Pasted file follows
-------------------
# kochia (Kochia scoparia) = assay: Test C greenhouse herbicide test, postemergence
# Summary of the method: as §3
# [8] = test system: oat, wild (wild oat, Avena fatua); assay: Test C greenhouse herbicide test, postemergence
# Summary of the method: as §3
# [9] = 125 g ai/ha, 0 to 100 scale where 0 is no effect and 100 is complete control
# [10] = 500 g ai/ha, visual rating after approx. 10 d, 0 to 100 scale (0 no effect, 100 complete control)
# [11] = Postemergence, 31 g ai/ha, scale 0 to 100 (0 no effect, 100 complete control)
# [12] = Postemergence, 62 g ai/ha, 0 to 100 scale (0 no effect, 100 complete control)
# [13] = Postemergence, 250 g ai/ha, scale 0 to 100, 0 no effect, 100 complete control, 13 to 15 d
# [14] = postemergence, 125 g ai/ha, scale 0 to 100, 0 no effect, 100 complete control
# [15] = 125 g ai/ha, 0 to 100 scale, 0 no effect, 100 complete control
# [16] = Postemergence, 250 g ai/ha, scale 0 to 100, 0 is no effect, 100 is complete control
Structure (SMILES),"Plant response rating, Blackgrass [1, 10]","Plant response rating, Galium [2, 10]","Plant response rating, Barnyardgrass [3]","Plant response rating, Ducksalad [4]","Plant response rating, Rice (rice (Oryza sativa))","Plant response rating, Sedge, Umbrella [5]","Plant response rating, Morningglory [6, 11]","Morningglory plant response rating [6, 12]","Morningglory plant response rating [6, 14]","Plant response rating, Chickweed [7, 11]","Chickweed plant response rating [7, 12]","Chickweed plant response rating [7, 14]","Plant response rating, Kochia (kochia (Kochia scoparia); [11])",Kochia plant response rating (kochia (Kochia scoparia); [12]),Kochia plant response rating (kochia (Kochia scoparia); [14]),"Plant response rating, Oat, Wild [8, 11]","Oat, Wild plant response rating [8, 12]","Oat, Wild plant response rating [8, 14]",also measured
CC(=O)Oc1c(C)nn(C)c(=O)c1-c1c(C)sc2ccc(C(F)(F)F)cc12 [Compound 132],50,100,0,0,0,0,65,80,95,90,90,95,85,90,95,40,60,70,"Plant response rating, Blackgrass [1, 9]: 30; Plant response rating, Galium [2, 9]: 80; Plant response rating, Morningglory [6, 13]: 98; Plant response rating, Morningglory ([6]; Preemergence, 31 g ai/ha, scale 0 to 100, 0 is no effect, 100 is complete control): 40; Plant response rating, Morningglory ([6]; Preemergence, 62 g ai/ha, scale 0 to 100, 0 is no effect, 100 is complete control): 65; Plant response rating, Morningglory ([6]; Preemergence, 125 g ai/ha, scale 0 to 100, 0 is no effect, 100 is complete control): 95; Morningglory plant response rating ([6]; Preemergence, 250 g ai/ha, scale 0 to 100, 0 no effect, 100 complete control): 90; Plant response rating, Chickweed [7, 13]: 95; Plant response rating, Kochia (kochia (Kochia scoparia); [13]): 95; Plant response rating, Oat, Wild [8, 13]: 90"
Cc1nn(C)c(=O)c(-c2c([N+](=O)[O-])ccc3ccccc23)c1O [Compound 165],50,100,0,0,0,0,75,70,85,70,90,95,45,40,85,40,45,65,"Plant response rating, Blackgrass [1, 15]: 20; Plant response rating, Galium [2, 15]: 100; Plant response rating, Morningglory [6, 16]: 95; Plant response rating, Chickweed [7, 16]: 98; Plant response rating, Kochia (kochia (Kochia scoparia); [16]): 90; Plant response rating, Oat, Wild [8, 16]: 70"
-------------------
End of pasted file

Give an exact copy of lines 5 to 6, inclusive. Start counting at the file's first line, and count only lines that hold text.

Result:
# [9] = 125 g ai/ha, 0 to 100 scale where 0 is no effect and 100 is complete control
# [10] = 500 g ai/ha, visual rating after approx. 10 d, 0 to 100 scale (0 no effect, 100 complete control)